China, long known for its strict Internet censorship laws, is now sending online censors to take posts at the country’s biggest online companies.
Key “network security officers” will monitor the work of key websites and Web firms for crimes such as fraud and the “spreading of rumors,” China’s Ministry of Public Security said in a statement. These officers would be a part of the roughly 2 million people employed by the government to monitor Web activity, as first reported by the BBC.
The ministry didn’t say which companies would be getting a new in-house police unit, the Wall Street Journal notes. It also wasn’t clear whether these new measures would apply to international companies as well as local tech firms operating in China.
Still, this news will be of special interest to the three biggest Internet companies in China: retail giant Alibaba, messaging company Tencent and search-engine service provider Baidu. Alibaba has already issued a statement to TechCrunch saying it will work “with Chinese authorities to combat illegal and criminal activities on the Internet. It is our priority to maintain the reliability and security of our platforms to protect our customers.” Baidu and Tencent have yet to respond to the news.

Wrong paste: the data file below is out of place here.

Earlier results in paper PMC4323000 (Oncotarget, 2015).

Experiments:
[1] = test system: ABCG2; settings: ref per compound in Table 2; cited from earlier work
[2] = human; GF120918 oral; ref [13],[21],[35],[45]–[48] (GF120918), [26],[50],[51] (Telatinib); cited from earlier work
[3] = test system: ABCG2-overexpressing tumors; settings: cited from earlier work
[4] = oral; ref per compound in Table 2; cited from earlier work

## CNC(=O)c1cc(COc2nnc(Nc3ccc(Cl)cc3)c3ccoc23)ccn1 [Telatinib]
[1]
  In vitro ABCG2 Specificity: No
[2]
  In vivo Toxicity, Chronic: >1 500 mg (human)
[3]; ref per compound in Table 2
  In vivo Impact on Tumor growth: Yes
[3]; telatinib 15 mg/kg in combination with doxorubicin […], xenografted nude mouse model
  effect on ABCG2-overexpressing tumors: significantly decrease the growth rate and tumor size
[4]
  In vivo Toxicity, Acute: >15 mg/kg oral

The new policy marks China’s latest attempt at censoring the world’s largest base of Internet users; the country is home to almost 22% of the world’s total Web population. Around 18,930 websites are reportedly blocked by China’s notorious “Great Firewall,” a list that includes popular sites and Web services such as Twitter, Facebook, Gmail, The New York Times, YouTube and Instagram. Documents in an IPO filing for Weibo, China’s micro-blogging service, revealed regulations that prohibit the company from displaying content that “impairs the national dignity of China.”
- The Fight to Save the Salmon
- Inside the World of Black Bitcoin, Where Crypto Is About Making More Than Just Money
- The 'Great Resignation' Is Finally Getting Companies to Take Burnout Seriously. Is It Enough?
- Suddenly, Everyone on TV Is Very Rich or Very Poor. What Happened?
- Colin Powell Reflects on His Mistakes in Unpublished TIME Interview
- Business Travel's Demise Could Have Far-Reaching Consequences
- If the U.S. Spends Big on Climate, the Rest of the World Might Follow